On May 12, 2011, New York Senator Kirsten Gillibrand introduced the first-ever legislation that, if passed, would dramatically improve access to infertility medical treatment by way of tax credits. The Family Act of 2011 fills a void in current political legislation that aims to directly support the growth of families through the course of in vitro fertilization.
In the United States today, the cost of in vitro fertilization starts at around $12,400 per cycle. Most often, it takes multiple cycles of IVF in order for it to prove to be effective and still, at the end of your treatment, there is no guarantee that you will come out with the success you had hoped for.
Infertility is recognized by the World Health Organization as a legitimate disease and the Centers for Disease Control and Prevention has publicly stated that infertility is an “emerging public health priority.” Regardless, it is extremely rare to find IVF, as well as any other assisted reproductive technology services, listed on insurance policies. In fact, only 15 states have passed laws to date that require insurance companies to offer some level of treatment for infertility. That isn’t to say that you will find IVF listed as a covered course of treatment within all 15 of these states, but you will find some form of treatment that will be made available to infertile couples.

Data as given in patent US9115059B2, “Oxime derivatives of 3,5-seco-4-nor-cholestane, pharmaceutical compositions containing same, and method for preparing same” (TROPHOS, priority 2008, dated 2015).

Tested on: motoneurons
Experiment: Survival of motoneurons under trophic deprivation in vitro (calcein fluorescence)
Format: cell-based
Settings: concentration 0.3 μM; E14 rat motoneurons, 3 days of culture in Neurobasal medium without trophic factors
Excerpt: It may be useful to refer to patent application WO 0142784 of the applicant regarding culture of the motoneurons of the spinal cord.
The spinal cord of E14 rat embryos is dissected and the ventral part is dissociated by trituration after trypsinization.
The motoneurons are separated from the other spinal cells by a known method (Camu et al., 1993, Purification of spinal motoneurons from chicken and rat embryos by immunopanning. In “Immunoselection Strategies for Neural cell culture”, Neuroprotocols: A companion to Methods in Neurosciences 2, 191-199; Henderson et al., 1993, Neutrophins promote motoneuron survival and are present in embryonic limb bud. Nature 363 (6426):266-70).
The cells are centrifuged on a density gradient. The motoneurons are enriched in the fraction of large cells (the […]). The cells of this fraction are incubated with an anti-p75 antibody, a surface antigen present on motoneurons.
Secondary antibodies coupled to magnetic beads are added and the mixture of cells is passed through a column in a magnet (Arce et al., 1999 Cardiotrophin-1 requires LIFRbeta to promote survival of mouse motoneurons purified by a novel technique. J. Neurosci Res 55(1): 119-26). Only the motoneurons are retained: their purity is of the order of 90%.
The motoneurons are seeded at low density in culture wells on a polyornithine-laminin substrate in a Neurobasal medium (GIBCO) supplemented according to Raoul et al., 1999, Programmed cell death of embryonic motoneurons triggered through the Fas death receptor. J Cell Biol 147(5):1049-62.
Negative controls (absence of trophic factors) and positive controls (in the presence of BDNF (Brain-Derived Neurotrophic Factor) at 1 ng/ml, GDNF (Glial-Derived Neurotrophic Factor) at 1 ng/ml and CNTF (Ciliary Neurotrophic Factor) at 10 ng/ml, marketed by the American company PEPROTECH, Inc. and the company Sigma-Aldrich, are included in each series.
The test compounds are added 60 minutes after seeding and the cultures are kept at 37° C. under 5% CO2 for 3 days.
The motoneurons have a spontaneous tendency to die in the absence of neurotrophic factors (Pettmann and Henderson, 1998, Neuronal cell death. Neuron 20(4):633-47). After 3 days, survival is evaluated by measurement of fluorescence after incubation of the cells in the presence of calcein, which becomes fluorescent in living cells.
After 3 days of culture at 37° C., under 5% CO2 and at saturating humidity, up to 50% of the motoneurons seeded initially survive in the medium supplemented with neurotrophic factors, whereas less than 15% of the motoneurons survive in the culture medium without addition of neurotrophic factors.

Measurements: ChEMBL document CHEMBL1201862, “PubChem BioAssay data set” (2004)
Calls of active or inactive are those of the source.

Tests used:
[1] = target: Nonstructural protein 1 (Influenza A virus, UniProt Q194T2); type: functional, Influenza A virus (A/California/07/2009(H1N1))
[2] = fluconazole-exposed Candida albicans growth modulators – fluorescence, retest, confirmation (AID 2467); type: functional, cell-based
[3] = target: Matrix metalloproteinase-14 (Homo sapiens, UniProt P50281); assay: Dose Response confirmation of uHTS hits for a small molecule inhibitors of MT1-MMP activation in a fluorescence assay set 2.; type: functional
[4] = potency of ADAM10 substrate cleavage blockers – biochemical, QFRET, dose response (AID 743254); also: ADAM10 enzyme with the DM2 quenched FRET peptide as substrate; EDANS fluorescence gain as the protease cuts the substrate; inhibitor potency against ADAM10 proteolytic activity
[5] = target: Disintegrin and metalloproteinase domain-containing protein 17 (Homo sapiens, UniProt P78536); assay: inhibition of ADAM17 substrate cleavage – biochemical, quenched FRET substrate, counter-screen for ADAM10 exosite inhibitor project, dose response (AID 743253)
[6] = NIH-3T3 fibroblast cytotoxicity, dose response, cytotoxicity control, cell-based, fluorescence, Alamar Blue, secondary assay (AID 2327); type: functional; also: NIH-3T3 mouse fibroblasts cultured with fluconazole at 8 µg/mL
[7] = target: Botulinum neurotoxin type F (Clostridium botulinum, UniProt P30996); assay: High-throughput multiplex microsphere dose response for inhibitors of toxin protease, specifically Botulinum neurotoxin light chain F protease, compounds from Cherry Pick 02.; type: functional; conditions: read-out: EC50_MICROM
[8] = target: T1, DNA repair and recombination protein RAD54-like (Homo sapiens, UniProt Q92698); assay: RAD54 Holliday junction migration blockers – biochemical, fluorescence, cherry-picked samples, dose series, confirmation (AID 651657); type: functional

Considering that an extremely limited group of people are likely to ever find in vitro fertilization, or most other services like it, listed as a covered course of treatment on their insurance policies, the only other option those seeking this procedure is to pay for it out of pocket. This does not look too great for, well, most people who are diagnosed with infertility. This is especially true since while we have seen a subtle rise in our national economy, we are still very much dealing with the aftermath of a historic financial crisis.
There are obvious considerable cost barriers that infertile couples are faced with. This bill would help to alleviate some of this well-known struggle by making tax credits available to taxpayers who earn an adjusted gross income of less than $182,500. This bill would also make these tax credits unavailable for those who earn $222,520 or more per year.
While the introduction of this bill is light at the end of the tunnel for many who hope to undergo fertility treatments but cannot afford to do so, spreading the word about this bill also raises awareness about the importance of egg donation.
We don’t hear about the option for healthy women to donate their eggs very often. The term “in vitro fertilization” has quickly become quite common and has reached the point where most everyone knows what it is and how it is done, but we usually have a very one-sided thought process when it comes to the procedure. We think about the women undergoing IVF, but not about if she will use donor eggs or who they come from.
In most cases, there is a six to nine month matching wait associated with IVF when a woman is using eggs that are donated. This is merely more time that women undergoing IVF must wait in order to attempt to conceive, not even counting the amount of time one cycle takes to complete. This can become an understandably hard time. The key to more women wanting to donate their eggs is letting them know that it is an option and what qualifies them in order to start the process.
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